Question Find Where Code Stops

stulish

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hi all,

I have been working on a project for a few months now and recently i have been having a problem where the program just stops, windows doesn't report it as not responding and the resources used by the program are at normal levels (it isn't increasing).

The program basically records data from many bits of hardware over serial connection, video capture and audio capture, then zips the files in 1 minute chunks and saves them in 3 locations.

The program has run for between 6 and 20 hours before this error (or what ever it is) causes it to stop, with no error is thrown in VB.NET, it is as if it is stuck in a loop, the UI thread is completely unresponsive. I have created multiple DLLs to handle different aspects of the program:

Video DLL: captures a video screen shot every 15 seconds from upto 6 sources (user cnfigurable), and saves them as JPG.
Audio DLL: capture audio from up to 10 sources at a speed of 22khz and saves as individual mono WAV files.
Serial DLL: captures all Serial Data input and records to a TXT file.
File DLL: this basically compresses all the recorded images every 60 seconds and saves them to the back-up locations.

I have found when it crashes the Audio DLL keeps producing the Audio files, but everything else stops.

Does anyone have any tips how to find out where the program is if it is stuck in a loop, or something similar. This wouldn't be such a bad problem bu if i have to wait upto 20 hours for it to occur finding the problem could take a while.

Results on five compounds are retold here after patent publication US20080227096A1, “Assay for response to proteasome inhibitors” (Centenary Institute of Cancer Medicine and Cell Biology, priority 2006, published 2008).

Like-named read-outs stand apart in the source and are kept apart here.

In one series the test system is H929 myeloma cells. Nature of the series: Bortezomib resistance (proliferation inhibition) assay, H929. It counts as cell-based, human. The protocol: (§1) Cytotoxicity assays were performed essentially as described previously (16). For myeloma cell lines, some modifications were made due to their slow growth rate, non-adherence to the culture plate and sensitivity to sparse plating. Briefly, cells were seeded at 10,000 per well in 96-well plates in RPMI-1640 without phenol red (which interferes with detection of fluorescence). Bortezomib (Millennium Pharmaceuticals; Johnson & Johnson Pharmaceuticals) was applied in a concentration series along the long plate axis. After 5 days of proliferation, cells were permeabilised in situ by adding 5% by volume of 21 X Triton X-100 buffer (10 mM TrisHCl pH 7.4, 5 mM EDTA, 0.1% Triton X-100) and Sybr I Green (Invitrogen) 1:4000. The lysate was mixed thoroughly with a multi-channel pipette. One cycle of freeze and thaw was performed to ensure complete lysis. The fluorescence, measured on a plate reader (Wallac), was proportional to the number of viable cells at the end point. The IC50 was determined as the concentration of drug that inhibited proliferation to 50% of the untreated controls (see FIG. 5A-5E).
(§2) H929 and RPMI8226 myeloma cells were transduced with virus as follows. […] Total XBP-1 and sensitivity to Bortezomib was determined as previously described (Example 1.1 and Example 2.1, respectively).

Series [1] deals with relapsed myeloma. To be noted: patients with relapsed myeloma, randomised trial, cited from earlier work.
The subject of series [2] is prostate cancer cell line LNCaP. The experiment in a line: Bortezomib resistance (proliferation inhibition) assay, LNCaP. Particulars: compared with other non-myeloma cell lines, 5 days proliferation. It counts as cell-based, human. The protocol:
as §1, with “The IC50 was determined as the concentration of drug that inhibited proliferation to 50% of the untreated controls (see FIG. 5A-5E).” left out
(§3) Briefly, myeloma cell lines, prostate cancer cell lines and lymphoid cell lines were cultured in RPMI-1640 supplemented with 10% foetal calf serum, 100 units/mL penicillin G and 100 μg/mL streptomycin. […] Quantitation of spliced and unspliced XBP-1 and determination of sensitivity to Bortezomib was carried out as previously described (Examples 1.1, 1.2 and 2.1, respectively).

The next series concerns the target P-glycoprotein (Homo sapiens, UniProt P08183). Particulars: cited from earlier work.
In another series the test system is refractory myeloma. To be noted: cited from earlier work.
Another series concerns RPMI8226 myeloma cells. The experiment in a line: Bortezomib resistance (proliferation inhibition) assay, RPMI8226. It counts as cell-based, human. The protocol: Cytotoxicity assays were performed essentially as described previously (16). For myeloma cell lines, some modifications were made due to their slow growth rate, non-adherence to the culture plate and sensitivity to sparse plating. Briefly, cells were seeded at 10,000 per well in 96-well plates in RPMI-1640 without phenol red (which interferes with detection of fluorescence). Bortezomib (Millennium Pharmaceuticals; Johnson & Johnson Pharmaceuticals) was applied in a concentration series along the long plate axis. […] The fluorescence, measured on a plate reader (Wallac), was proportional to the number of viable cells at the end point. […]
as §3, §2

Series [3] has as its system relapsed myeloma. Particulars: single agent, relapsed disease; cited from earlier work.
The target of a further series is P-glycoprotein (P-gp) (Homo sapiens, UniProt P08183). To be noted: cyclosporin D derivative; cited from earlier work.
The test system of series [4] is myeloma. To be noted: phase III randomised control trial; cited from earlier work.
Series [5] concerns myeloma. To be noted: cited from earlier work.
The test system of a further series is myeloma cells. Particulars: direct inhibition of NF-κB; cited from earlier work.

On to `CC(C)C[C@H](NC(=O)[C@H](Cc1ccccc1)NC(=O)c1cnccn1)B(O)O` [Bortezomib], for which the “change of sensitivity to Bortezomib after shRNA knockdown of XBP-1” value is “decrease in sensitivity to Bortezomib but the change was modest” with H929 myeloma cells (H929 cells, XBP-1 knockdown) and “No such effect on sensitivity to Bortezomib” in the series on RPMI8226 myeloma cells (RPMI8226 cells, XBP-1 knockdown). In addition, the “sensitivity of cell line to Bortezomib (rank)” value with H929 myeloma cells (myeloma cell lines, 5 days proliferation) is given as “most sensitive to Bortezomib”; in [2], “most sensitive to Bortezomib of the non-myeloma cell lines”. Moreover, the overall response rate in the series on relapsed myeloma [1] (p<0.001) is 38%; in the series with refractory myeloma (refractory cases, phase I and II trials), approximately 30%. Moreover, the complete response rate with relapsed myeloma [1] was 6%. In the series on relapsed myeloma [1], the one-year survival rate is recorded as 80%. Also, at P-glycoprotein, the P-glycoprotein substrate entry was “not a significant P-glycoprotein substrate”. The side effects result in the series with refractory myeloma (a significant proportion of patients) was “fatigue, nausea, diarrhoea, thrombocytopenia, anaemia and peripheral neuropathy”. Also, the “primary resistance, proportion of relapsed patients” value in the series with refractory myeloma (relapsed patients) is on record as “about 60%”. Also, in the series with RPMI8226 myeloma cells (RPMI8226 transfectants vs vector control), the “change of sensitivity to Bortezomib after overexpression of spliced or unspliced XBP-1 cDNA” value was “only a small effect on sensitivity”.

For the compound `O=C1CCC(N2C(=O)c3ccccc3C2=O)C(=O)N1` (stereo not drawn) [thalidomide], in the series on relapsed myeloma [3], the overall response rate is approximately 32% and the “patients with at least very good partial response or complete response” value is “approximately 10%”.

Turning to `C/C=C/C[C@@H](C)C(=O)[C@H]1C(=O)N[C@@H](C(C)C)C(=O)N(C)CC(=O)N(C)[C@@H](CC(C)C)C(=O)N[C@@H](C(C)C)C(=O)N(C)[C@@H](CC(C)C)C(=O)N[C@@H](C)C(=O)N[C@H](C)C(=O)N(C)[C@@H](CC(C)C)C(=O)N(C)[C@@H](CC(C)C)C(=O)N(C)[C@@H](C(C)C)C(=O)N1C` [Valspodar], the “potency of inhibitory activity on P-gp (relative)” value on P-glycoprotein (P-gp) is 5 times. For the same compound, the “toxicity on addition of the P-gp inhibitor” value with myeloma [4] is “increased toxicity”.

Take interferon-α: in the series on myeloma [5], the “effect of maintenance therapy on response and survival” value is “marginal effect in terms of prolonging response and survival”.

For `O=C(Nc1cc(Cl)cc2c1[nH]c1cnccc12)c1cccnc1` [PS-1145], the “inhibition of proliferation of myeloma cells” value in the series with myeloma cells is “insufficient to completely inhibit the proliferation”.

Thanks

Stu
 

jmcilhinney

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I think you'll have to add some tracing code, i.e. have the application output to a file or the like some information about where it's up to. When it fails, you will know that it was somewhere between the last output written and the point at which the next output was expected. If necessary, you can refine the tracing code to just that section and use smaller chunks. Eventually you'll be able to narrow it down to the smallest chunk possible and, if required, you can dump the whole app state at that point to find out what's going on.
 

stulish

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Thanks, i was wondering if i needed to do something like this or if there was something built in, oh well time to get creative :)

Is there a procedure for dumping the whole app state, this could be useful now and in the future.

Cheers

Stu
 

jmcilhinney

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Thanks, i was wondering if i needed to do something like this or if there was something built in, oh well time to get creative :)
It is built in to a degree. Check out the TraceListener class.
Is there a procedure for dumping the whole app state, this could be useful now and in the future.
You might be able to do a simple memory dump but I'm not sure that that would be useful anyway. Other than that it would be a manual process.
 

stulish

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Thanks again,

I have created a small sub to log where the program is:

ErrLogger(New StackTrace(New StackFrame(True)).GetFrame(0).GetFileLineNumber)

the ErrLogger code just writes the value in brackets to a text file so i see what line number it is at, i just call it at the start of each sub, hopefully i will find out what sub was called last and go from there.


 

stulish

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I just looked at the TraceListener and it looks alot better than what i have done so, back in and implement this class.

Thanks

Again, I will let you know what i find :)
 

stulish

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After using trace listener, and letting it crash a couple of times it always stopped at the same point, i found it was the serial port out, when i tried to write to the serial port it timed out for some reason (this seems to take a few hours to happen), so i set the write timeout to 200ms and it runs fine now.

Still not sure why it would time out as i am not using any handshaking, it should just transmit and forget, and not wait for a response. I will look in to this and if it remains a problem, i think i may have to close the port and then re-open to clear it all down (even through the read and write buffers remain at 16 bytes or less).

Thanks again for your help
 
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